HISTORY OF THE HISTORICAL CAR CLUB OF PENNSYLVANIA
On January 6, 1949, Leslie R. Henry invited five other antique car enthusiasts to his home in Havertown. They were Theodore (Ted) J. Fiala, Robert (Bob) Henderson, George M. Hughes, John F. King, and Ralph R. Weeks. This gathering of six friends sharing a common interest turned out to be the organizational meeting of what was to become The Historical Car Club of Pennsylvania. At that meeting, five resolutions were passed: the first recognized a need to “complement” the activities of other clubs devoted to “the preservation of antique cars and automobiliana” by holding meetings, picnics and other social events geared toward an active membership. The second resolution named the organization, the third adopted a “previously formulated”, “Constitution and By-Laws”. The fourth established as Founder Members the six present at the meeting, the Fifth combined (for 1949) the offices of Secretary and Treasurer.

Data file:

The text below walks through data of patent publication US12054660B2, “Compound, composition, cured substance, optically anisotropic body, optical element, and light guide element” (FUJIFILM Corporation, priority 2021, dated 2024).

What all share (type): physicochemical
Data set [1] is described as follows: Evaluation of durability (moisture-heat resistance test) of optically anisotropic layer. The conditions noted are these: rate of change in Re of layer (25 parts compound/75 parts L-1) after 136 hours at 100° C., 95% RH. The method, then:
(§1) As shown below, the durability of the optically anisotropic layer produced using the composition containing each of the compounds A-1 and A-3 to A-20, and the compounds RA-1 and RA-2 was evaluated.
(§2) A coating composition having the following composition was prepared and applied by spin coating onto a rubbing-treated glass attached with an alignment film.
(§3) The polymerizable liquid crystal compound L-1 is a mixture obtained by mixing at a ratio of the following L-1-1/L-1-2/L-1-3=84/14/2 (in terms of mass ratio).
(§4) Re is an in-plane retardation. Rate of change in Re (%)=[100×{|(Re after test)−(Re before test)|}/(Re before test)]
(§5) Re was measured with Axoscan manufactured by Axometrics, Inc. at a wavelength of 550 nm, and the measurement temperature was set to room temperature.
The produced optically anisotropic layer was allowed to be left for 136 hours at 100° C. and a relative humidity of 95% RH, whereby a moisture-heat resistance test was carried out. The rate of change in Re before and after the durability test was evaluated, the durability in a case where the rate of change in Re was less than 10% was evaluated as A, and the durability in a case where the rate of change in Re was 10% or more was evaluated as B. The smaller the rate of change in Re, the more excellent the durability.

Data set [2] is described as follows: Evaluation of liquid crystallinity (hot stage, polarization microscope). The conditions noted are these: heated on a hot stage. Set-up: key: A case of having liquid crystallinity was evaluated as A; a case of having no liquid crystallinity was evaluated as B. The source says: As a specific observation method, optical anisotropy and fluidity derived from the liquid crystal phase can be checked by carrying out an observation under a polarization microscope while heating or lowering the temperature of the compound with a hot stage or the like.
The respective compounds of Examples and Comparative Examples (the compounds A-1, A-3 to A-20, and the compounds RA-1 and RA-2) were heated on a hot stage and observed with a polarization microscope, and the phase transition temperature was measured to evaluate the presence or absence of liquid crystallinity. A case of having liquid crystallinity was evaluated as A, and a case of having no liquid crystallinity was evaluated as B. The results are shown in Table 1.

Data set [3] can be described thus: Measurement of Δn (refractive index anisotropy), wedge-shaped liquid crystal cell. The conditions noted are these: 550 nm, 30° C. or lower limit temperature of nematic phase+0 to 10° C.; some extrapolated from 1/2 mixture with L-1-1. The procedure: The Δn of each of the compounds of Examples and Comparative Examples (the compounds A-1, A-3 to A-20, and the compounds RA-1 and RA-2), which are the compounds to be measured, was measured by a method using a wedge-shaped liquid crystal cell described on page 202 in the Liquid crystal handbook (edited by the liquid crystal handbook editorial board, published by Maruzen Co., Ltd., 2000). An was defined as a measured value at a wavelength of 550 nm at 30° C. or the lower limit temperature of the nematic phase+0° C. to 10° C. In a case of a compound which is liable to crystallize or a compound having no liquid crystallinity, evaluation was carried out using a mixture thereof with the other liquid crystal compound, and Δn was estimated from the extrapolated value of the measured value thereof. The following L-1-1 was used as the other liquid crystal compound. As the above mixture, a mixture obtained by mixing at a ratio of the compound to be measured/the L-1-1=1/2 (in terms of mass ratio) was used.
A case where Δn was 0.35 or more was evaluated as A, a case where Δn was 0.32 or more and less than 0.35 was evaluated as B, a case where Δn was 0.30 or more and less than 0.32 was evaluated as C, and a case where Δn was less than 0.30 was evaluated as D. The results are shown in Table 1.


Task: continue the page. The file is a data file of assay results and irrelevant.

The words of their first resolution created was what to become the region’s largest independent antique auto club and one of the largest in the U.S. That same January evening, those present established the governing and directional body of the organization. Elected President was Leslie R. Henry, Vice President John F. King, and Secretary-Treasurer, Ralph R. Weeks (Weeks was to occupy that office for sixteen years).
We are grateful to Bill Kynett for this account.